Then, the initial elastoplastic damage energy threshold was obtained as follows:where is the linear elastic limit strength under uniaxial compression, which is generally equal to , where is the uniaxial compressive strength of concrete.

The dynamic expansion of the damage energy release rate waswhere is the dynamic damage energy release rate, is the threshold of the initial damage energy release rate, is the historical maximum damage energy release rate, and and are the dynamic effect empirical parameters.

Based on the above damage criterion and the evolution rule of damage variable, the expression of the dynamic damage evolution was obtained as follows:where and are the model parameters, which can be calibrated from the stress-strain curve.

The constitutive equation is essentially a set of ordinary differential equations constrained by the Kuhn–Tucker complementary conditions, as shown in Table 6. In this paper, the constitutive equations of the proposed model were solved by the classical return-mapping algorithm, which has been developed and widely used to solve the (dynamic) plastic damage models of concrete [18–20]. In this algorithm, the differential equations are first discretized into the algebraic equations, and the Kuhn–Tucker complementary conditions are addressed by the operator splitting technique composed of the elastic elastic-predictor, plastic-corrector, and damage-corrector, as shown in Table 7. Then, the nonlinear algebraic equations are solved by the classical Newton method.

##### 4.3. Applied Calculation

For the purpose of verifying the functionality of the constitutive model, numerical calculations of lightweight aggregate concrete under various strain rates were carried out. In the calculations, the elastic modulus *E*_{0} was set to 1.642 × 10^{4} MPa, the Poisson ratio was set to 0.26, the static uniaxial compressive strength was set to 23.64 MPa, notation A was set to 1.0, notation B was set to 0.21, and the values of the rest parameters were determined as described above.

According to Figure 7, the elastoplastic damage constitutive model could well describe the strain rate effect of lightweight aggregate concrete. As the strain rate increased, the peak stress of lightweight aggregate concrete was increased gradually as well. Further, Figure 8 shows that the proposed dynamic elastoplastic damage constitutive model was consistent with the peak stress obtained from the experiment.

It should be noted that the model presented in this paper was developed on the basis of the work by Li and his coworkers [20, 21]. The ability of the model to capture the damage law of ordinary concrete stiffness was already fully verified in the literature [20]. However, there is no report on the cyclic loading test of lightweight aggregate concrete yet, so it is difficult to directly evaluate the prediction ability of the model to the damage behavior of lightweight aggregate concrete stiffness. Therefore, the research on the damage behavior of lightweight aggregate concrete mainly focused on the damage and failure mode of lightweight concrete under dynamic loading through experiment, as shown in Figure 2. In the follow-up study, the cyclic loading test of lightweight aggregate concrete will be explored to further verify the prediction ability of the model to the stiffness damage behavior.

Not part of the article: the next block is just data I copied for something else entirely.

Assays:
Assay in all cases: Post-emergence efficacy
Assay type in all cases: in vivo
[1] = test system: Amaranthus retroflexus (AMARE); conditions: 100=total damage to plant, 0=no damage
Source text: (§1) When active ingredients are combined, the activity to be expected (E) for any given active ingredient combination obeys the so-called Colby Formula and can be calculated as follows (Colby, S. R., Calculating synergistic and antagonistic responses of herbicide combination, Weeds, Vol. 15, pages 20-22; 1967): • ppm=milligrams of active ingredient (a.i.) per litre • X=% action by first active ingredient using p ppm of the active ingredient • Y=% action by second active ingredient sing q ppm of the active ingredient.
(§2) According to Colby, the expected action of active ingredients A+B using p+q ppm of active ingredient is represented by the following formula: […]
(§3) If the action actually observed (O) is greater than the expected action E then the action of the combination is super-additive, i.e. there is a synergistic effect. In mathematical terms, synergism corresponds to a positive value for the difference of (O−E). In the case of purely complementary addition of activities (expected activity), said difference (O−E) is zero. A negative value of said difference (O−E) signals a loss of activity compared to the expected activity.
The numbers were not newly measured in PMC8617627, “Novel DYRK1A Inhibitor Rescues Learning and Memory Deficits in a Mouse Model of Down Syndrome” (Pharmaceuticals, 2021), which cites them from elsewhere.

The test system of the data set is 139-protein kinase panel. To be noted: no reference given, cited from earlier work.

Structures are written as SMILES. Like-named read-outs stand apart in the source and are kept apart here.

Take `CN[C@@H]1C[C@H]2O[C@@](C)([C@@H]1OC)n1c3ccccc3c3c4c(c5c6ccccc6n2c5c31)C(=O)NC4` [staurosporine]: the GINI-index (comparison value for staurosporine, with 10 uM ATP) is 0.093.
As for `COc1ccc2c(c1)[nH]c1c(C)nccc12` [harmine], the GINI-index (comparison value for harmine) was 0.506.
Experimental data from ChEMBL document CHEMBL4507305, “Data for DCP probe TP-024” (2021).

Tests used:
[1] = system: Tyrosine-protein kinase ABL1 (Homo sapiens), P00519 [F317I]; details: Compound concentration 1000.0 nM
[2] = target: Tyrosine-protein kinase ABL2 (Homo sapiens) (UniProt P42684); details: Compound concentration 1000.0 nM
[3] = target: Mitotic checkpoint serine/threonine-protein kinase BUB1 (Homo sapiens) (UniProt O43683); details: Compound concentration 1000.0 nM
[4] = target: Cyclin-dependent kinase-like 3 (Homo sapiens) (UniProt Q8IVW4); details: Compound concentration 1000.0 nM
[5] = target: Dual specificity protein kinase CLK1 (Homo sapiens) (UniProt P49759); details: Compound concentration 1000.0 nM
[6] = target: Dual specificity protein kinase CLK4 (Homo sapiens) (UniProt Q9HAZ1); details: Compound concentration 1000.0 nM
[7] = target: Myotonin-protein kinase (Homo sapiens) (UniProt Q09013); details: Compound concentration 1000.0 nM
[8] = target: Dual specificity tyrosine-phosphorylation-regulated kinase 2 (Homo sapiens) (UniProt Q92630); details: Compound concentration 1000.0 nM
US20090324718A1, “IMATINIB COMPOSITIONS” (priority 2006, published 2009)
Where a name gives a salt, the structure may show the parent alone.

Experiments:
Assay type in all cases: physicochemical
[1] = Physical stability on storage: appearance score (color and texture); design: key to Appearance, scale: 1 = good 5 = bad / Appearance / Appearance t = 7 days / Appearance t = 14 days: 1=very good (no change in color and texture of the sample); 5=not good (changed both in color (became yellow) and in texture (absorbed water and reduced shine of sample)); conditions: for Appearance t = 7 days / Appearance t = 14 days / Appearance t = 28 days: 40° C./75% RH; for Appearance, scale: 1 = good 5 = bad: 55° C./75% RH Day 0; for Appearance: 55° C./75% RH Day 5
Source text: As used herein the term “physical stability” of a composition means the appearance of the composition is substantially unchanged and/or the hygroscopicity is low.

#### 5. Conclusions

The experiment on the dynamic properties of lightweight aggregate concrete was conducted based on 10 selected strain rates (ranging from 10^{−5} to 10^{−1}/s). By performing uniaxial compression test on the lightweight aggregate concrete, the stress-strain curves and failure modes were obtained, and the influence of strain rate on the peak stress, peak strain, and elastic modulus was analyzed accordingly. Then, findings on lightweight aggregate concrete were compared with the relevant literature on the dynamic properties of ordinary concrete. Subsequently, the dynamic rate effect of lightweight aggregate concrete was verified using the dynamic elastoplastic damage constitutive model, and the following conclusions were drawn:(1)The failure modes of lightweight aggregate concrete and ordinary concrete were similar when they were under static loading. The damage mode developed to oblique directional cracks as the load changed from static to dynamic. However, it should be noticed that the damage in ordinary concrete belonged to bonding material failure while the damage in lightweight aggregate concrete belonged to shear failure.(2)With the increase of strain rate, the peak stress and elastic modulus of lightweight aggregate concrete were increased by 54.48% and 28.75%, respectively. Their development trends were similar to those of ordinary concrete, but the influence on lightweight aggregate concrete was greater than that on ordinary concrete.(3)According to the experimental data, it was found that the algorithm between nondimensionalized maximum stress and elastic modulus of lightweight aggregate concrete and loading strain rate was in linear shape.(4)It was believed that the dynamic rate effect on lightweight aggregate concrete could be well simulated by the elastoplastic damage constitutive model.

#### Data Availability

The data used to support the findings of this study are available from the corresponding author upon request.

#### Conflicts of Interest

The authors declare that they have no conflicts of interest.

#### Acknowledgments

This work was supported by the Natural Science Research Institute of Colleges and Universities of Jiangsu Province General Items (20KJD560001) and Research project of Suzhou Gaobo Software Technology Vocational College (GIST2018-14). The authors gratefully acknowledge the financial support.